They have a clear vision for their paysan (French for “small farmer”) wines: hand grown, naturally crafted, with little intervention. The winery building plays crush pad, barrel cellar, tasting bar. On a smaller scale everything has big impact; for Little Farm, whether to filter those 600 cases is a decision requiring serious contemplation – not filtering results in a more natural wine, but it could be risky for their low production. These are serious wines from people who truly love what they do.

Opening summer 2016 2155 Newton Road, Cawston 

Tantalus Vineyards 
Why it’s cool: Old-world inspiration with a new-world vibe
Wine to watch: You-had-me-at minerality 2013 Chardonnay

Tantalus has earned a solid reputation for crafting riesling with a laser focus on terroir. Yet there’s more to this LEED certified Kelowna winery than racy acidity. After more than a decade on this site, Tantalus is just beginning to hit its stride with old-world influenced pinot noir and serious mineral-driven chardonnay. Winemaker David Paterson joined Tantalus in 2009 and pushed to keep the winery a true estate, not buying or selling grapes. The 40+ acre vineyard grows riesling, chardonnay, pinot noir, and pinot meunier in what Paterson describes as “austere soils.”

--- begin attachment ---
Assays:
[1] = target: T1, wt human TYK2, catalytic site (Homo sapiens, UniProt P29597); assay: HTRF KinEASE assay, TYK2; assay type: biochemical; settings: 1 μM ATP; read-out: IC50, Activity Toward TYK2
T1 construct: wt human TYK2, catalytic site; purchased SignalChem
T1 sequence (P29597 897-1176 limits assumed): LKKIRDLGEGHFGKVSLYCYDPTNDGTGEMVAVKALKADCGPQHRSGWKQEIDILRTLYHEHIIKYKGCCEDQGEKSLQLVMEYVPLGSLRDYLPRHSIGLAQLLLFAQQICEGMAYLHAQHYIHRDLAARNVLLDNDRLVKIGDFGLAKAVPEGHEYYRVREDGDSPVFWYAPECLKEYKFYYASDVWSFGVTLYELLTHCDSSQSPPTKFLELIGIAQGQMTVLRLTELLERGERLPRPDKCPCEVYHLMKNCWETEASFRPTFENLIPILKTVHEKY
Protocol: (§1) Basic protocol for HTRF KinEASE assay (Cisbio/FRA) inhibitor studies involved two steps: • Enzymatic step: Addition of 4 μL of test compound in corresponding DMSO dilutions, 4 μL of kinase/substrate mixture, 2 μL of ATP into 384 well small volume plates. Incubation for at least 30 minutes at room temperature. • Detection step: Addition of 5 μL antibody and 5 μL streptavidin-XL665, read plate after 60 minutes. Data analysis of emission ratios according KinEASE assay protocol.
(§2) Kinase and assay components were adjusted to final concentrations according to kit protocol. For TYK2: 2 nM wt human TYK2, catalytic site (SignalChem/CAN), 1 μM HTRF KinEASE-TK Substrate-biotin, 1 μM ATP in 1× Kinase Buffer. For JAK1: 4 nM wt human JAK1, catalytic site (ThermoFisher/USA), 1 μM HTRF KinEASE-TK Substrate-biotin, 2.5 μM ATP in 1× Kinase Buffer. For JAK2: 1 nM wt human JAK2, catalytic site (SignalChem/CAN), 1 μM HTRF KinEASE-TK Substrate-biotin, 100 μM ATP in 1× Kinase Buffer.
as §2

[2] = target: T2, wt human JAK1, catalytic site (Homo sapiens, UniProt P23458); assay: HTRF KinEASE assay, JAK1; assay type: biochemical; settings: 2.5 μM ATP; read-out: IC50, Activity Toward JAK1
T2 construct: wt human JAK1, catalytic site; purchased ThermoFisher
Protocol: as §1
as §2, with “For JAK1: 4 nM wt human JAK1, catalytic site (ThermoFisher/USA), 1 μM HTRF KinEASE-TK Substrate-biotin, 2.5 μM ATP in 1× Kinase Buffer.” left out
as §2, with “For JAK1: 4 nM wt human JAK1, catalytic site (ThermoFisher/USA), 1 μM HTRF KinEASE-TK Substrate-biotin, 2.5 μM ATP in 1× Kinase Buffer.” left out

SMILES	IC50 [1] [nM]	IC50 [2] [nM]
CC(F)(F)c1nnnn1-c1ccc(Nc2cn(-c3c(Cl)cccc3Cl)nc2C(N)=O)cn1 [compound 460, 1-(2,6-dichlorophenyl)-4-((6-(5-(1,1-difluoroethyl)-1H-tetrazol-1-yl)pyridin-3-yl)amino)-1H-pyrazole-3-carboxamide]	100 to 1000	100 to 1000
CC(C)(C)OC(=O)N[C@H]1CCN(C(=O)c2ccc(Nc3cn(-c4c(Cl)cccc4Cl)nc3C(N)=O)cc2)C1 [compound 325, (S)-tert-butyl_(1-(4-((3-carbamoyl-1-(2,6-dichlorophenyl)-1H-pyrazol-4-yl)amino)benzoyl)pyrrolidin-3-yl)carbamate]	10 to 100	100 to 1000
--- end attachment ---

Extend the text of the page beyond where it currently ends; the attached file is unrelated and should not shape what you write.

Some of the plantings on this granite-based lakebed silt date back to 1978 and 1985, with wines earning a title as coming from “old vines.” Inspired by Montrachet and classic French houses, the team uses minimal interference in the vineyard with natural ferments in the cellar when possible – coaxing out the nuances of terroir and bringing minerality to the forefront. Wine made from younger plantings is available under a “Juveniles” label, while those of deeper roots are bottled directly under the Tantalus banner. The result: rich and textured wines with layers of flavour, and an unrelenting freshness at the forefront.

1670 Dehart Road, Kelowna 

Arrowleaf Cellars
Why it’s cool: Crafting quality wines since 2001, seemingly on the QT
Wine to watch: Quiet-restraint meets-richness-and-depth 2014 Solstice Pinot Noir

In 1996, Joe and Margrit Zuppiger sold their 10-year-old Alberta dairy farm and purchased 16 acres in Lake Country just north of Kelowna. The family planted vines and built a small winery, while son Manuel studied winemaking in their home country of Switzerland, opening a modest room to the public in 2003. From a first vintage of 1,000 cases to their current 15,000 cases per year, the original acreage now includes one leased vineyard and a long term buying contract from a neighbour. In 2015 they built a new, modern tasting room and barrel cellar to keep up with demand for their wines. Joe runs the vineyards, Margrit the office, and Manuel the cellar.